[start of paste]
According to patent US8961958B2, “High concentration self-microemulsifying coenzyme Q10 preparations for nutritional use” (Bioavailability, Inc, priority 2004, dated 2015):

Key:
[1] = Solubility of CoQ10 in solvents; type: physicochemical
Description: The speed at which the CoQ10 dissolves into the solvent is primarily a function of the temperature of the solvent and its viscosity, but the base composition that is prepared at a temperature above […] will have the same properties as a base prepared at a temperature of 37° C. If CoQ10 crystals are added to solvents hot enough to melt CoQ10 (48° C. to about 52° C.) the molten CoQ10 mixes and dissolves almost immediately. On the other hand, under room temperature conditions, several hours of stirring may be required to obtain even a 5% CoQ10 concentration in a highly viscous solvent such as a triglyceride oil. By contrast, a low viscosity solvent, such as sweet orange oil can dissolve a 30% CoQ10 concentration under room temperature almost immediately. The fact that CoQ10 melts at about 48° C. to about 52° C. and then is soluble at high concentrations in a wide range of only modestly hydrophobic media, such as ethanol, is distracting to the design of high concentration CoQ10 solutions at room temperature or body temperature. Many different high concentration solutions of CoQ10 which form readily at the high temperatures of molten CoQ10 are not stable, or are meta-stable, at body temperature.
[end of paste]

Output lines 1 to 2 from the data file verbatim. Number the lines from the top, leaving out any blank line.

According to patent US8961958B2, “High concentration self-microemulsifying coenzyme Q10 preparations for nutritional use” (Bioavailability, Inc, priority 2004, dated 2015):

Key: